Monday, February 06, 2017

Live Review :: The Blinders :: Hope & Ruin, Brighton - Feb 4 2017

Live Review

The Blinders

Hope & Ruin, Brighton

February 4 2017

Words: Alison Mack

Pictures: Stephen Willcox

If you haven't yet heard of the three-piece alt-rock group The Blinders (originally from Doncaster, now decamped to Manchester), then it probably won't be long before you won't be able to get away from seeing their name plastered everywhere.

Tonight they head down and rock up in Brighton to a sold out gig as part of their run of 'Big In 2017' shows for promoter This Feeling - and where, despite a (relatively minor) guitar technical problem and forgetting where they were and referring to the seaside town they were in as Bristol, they played well, a blinder of a show.

From the moment they take to the stage to the closing minutes, The Blinders have the air of confidence that befits their youthful buzz and devil-may-care attitude, and they whip up energy like tornadoes. But below the visual flair the songs themselves are tight and sharp tongued in that angry punk style that oozes a passion to espouse what they believe in.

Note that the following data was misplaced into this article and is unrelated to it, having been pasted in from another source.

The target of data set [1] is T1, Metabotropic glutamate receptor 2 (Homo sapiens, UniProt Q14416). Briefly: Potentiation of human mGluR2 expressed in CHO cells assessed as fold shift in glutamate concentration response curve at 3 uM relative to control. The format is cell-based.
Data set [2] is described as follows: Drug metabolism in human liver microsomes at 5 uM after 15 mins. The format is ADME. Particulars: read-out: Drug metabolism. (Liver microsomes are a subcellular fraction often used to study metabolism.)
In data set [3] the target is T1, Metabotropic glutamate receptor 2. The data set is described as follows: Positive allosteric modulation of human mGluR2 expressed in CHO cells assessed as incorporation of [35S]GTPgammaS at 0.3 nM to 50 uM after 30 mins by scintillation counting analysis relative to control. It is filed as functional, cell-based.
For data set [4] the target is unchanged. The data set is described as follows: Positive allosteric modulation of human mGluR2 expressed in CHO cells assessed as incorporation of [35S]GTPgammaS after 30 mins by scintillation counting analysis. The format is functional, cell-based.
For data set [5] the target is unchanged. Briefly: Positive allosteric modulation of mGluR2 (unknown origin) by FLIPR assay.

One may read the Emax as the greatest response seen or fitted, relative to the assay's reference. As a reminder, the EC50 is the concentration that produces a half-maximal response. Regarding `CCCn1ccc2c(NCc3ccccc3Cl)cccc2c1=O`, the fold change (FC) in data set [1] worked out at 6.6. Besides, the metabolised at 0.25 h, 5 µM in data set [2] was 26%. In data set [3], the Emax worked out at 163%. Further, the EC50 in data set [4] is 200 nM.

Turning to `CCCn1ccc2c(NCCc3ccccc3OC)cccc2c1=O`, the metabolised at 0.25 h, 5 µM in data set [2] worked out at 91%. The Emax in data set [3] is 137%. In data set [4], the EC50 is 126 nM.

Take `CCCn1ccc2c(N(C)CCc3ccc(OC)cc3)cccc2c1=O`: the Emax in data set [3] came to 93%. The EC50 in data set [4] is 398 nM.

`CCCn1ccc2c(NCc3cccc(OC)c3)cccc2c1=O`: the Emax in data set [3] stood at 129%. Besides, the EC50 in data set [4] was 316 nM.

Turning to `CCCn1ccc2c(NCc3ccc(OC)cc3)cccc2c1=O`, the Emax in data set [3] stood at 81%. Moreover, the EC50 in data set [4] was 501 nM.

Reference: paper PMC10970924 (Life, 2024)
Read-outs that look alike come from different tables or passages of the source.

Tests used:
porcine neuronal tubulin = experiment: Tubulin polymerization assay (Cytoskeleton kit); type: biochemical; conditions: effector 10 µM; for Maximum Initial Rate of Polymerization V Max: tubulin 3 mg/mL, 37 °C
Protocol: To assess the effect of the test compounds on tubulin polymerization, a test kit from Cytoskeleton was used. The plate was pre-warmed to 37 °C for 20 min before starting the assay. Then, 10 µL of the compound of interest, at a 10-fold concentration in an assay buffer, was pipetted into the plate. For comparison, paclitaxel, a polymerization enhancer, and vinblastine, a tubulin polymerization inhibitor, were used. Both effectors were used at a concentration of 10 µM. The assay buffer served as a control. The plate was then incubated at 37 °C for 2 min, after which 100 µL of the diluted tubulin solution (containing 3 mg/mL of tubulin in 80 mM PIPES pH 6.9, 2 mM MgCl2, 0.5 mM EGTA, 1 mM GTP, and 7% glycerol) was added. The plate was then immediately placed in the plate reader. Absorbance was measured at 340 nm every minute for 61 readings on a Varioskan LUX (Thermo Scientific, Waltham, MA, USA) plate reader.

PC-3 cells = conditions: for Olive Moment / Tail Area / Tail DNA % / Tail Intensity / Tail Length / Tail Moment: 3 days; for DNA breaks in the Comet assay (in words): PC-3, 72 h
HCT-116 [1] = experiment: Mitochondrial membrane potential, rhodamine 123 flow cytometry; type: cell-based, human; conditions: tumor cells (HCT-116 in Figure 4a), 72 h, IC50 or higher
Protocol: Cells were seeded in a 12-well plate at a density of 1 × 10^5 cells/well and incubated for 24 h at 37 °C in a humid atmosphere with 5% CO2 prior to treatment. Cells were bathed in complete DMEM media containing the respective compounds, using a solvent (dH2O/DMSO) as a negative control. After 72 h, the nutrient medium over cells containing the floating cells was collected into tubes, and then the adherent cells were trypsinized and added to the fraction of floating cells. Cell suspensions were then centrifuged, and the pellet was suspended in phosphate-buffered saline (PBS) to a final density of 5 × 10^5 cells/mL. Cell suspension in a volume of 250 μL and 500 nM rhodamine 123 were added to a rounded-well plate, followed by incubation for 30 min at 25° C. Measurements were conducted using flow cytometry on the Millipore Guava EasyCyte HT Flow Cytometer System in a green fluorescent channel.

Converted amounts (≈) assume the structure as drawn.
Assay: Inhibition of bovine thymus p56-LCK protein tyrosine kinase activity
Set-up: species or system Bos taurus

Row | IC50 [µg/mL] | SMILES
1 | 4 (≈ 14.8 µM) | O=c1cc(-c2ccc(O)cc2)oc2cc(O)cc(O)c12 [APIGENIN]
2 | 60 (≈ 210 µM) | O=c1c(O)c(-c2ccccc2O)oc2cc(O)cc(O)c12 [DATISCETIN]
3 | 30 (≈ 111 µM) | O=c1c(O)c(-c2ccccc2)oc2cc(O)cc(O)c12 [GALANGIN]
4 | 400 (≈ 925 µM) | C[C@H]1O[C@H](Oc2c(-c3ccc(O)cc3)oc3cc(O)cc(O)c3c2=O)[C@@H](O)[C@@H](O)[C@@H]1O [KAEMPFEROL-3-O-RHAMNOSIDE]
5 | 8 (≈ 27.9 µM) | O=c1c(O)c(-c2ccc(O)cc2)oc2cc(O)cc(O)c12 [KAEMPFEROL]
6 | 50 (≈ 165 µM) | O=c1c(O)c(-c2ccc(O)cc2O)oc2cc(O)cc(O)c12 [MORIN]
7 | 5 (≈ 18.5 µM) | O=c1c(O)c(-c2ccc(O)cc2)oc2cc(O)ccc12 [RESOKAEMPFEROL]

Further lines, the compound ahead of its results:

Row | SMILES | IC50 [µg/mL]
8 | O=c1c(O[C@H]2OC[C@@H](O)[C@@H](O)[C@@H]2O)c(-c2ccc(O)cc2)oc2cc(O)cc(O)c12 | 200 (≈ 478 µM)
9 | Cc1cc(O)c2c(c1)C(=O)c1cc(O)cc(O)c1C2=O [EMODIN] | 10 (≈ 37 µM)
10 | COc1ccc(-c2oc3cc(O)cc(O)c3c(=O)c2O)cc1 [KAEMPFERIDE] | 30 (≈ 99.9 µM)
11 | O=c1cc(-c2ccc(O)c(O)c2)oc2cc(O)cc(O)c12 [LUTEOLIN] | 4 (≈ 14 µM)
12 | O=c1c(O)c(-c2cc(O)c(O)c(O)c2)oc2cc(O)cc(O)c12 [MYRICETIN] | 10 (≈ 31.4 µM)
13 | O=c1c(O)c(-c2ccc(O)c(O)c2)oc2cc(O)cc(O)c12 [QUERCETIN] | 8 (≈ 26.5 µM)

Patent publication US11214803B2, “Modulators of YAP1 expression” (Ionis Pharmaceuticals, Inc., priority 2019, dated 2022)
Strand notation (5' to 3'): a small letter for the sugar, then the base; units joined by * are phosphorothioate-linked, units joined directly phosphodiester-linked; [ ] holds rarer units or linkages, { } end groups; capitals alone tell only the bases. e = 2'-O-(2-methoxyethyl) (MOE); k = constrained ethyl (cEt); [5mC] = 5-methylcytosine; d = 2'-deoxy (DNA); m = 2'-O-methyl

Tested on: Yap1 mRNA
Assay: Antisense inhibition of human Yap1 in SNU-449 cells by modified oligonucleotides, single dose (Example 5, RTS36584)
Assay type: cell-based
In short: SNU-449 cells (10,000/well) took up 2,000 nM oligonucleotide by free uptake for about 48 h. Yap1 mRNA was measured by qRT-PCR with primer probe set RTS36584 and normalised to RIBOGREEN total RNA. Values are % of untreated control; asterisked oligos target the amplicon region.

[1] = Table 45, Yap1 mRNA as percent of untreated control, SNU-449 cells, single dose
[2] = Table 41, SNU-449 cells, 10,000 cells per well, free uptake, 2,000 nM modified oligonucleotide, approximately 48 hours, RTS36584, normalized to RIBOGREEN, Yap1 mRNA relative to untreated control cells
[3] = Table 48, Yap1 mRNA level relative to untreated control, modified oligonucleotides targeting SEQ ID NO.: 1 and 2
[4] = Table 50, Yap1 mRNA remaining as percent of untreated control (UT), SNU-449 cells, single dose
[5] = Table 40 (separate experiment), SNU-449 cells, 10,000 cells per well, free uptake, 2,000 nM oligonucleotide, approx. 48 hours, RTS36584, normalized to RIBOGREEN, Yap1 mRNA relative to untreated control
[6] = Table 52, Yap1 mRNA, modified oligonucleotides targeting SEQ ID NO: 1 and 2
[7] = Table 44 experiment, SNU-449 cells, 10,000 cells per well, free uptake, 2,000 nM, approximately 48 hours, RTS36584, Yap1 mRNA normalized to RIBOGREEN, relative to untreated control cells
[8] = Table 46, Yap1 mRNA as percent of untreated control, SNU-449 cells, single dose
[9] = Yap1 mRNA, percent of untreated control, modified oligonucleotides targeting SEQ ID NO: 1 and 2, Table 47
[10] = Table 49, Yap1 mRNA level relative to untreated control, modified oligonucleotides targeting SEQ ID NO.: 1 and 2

Last year's debut single 'Swine' explodes with all the ferocious in-your-face aural swagger as can be mustered, with the guitars of vocalist Thomas Heywood and bassist Charlie McGough checking rhythms against Matt Neale's drums in a thundering blast of menace. 'Brutus' strikes a dark, mesmerising force. 'Murder At The Ballet' discharges not blood on the dancefloor, but a flow of red pent-up fever. Even the guitar malfunction towards the end produces a clever get out with Heywood delivering a spoken word prose cover of Cabbage's 'Necroflat In The Palace'.

Heywood, decked out in shaggy wool coat which is soon removed to display skinny bare chest with 'SURVIVE ?' scrawled over his pectals, dominates the stage like a cross between Yak's Oli Burslem and The 1975's Matt Healy: part dangerous and exciting, part sensuous and engaging; while the music is a combination of Brighton locals Royal Blood, fused with a touch of Arctic Monkeys and delivered with the intensity of The Clash.

The Blinders make you feel like you're witnessing something important. And you probably are.

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